Chiropractic care (which comes from the Greek word meaning "done by hand") dates back to 1895. It was developed by Daniel David Palmer, a self-taught healer in Davenport, Iowa. Palmer wanted to find a cure for disease and illness that did not use drugs. He studied the structure of the spine and the ancient art of moving the body with the hands (manipulation).
Palmer first treated a local janitor who complained of deafness after performing heavy labor in a stooped position. When he examined the man, Palmer noted a lump on the janitor's back that he believed was caused by a displaced bone of the spinal column (vertebra). Shortly after Palmer manipulated the janitor's back, his hearing was restored.
Later Palmer claimed to successfully treat a man's heart condition using spinal manipulation. Based upon his success with these two cases, Palmer concluded that disease can be the result of a poorly aligned spine.
As more people began to seek Palmer's care, he refined his theory to state that many ailments were caused by the vertebrae pressing on the nerves of the spine. Palmer called such interference with normal nerve signals "subluxations." He believed that manipulating or adjusting to correct the alignment of the vertebrae would restore normal brain and nerve transmission and help the body's natural ability to recover from illness.
Today, most practicing chiropractors mix spinal adjustments with other therapies, such as nutritional counseling and exercise recommendations. They also often use new technologies to find and treat subluxations.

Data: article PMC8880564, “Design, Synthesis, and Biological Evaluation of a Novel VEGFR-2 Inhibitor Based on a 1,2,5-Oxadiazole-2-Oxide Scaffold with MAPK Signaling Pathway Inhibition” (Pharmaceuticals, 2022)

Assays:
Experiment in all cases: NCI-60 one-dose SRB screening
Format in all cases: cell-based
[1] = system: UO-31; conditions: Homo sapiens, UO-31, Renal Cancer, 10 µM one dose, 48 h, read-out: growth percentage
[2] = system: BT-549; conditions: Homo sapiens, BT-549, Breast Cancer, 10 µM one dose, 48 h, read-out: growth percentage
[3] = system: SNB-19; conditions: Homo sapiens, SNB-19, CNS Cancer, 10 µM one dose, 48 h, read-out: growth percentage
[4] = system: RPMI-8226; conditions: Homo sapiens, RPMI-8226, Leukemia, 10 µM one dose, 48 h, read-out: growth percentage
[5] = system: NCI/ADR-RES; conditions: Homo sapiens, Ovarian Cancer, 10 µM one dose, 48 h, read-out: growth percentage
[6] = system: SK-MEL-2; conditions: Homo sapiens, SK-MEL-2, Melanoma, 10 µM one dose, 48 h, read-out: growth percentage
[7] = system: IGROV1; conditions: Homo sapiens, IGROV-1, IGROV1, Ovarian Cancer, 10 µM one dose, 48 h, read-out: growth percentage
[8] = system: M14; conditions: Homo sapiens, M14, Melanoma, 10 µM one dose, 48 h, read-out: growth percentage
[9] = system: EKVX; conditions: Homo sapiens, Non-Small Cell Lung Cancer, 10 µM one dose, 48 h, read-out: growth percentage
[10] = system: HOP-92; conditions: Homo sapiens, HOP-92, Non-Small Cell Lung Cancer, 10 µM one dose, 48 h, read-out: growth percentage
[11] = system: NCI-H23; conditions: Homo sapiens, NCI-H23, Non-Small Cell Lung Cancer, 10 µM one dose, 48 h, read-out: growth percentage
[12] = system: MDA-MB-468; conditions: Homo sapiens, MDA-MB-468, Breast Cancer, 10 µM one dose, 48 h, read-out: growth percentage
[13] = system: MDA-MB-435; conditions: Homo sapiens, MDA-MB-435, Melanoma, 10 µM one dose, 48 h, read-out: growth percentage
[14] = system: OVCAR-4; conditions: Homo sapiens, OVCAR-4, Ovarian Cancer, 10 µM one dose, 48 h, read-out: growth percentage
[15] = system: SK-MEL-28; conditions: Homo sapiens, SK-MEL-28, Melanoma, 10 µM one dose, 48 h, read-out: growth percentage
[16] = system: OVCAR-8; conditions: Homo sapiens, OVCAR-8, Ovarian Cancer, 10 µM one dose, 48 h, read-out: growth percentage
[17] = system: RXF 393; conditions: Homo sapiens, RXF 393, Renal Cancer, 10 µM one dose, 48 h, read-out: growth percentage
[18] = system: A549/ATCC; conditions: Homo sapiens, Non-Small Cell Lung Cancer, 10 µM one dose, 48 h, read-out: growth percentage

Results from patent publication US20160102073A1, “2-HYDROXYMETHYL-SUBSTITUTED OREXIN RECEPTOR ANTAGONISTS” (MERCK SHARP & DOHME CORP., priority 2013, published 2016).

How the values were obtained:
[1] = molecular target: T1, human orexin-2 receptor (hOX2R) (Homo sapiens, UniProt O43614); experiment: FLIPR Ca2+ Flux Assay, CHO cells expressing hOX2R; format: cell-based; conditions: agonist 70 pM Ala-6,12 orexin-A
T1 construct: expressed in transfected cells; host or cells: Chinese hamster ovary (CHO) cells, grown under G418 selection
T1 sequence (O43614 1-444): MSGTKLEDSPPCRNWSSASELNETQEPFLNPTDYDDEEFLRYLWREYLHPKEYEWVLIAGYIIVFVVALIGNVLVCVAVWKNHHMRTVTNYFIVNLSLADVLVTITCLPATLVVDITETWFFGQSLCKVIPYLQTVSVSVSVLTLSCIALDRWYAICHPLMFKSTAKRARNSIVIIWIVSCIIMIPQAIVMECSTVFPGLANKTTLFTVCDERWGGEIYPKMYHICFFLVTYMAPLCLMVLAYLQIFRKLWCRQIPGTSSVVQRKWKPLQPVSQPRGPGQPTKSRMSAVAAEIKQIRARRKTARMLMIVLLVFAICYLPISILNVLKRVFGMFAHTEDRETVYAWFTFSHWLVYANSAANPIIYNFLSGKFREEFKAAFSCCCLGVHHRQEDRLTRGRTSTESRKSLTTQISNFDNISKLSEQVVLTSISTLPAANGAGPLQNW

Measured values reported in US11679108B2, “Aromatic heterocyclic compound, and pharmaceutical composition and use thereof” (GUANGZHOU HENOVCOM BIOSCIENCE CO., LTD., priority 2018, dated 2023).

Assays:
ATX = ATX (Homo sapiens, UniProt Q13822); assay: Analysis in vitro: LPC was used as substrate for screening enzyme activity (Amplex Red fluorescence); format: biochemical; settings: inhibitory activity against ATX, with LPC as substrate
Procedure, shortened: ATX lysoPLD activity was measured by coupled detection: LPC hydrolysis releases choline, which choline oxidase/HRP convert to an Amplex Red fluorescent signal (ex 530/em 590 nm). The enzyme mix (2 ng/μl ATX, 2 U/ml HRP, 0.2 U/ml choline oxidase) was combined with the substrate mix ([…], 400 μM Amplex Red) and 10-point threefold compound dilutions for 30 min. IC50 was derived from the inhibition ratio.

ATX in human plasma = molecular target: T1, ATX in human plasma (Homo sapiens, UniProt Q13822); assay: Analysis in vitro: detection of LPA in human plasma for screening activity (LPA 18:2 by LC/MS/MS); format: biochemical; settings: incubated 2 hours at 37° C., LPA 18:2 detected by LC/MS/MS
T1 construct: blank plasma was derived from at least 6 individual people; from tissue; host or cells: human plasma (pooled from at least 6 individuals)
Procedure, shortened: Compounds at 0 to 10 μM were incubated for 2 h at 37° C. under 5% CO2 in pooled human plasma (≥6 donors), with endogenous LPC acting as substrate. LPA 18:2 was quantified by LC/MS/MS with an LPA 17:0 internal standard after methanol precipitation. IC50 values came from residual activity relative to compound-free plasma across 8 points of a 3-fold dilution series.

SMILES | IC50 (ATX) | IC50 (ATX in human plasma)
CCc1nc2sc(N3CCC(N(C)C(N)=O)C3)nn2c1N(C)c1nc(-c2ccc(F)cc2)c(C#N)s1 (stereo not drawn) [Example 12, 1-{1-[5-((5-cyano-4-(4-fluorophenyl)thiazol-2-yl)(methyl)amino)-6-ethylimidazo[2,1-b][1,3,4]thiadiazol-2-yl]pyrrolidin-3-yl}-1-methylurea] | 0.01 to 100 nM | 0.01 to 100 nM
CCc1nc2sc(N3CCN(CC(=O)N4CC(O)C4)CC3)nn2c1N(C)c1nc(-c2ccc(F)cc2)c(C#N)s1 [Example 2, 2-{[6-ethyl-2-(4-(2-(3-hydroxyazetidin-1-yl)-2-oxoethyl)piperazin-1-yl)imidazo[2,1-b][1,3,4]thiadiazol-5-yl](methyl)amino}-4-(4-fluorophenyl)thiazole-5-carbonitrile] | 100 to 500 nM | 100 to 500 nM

Chiropractors take a medical history in the same way as other healthcare providers. They then examine patients, looking at:
They also use the standard set of neurologic and orthopedic tests common to all healing professions. A chiropractor may order lab tests, X-rays and other tests to help make a diagnosis.
- Muscle strength or weakness
- A patient's posture in different positions
- Spinal range of motion
- Structural abnormalities
Note: This definition was prepared to help consumers find reliable health resources on the web. This site is not responsible for the information on other sites. The information here — and on all websites — is not intended to be a substitute for care given to you by a health professional.
- American Chiropractic Association
- The American Chiropractic Association website includes a patient-information section with Health and Wellness Tips and Frequently Asked Questions.
- International Chiropractors Association
- The International Chiropractors Association (ICA) is an international chiropractic professional organization representing practitioners, students, chiropractic assistants, educators and lay persons worldwide dedicated to the growth and development of the chiropractic profession.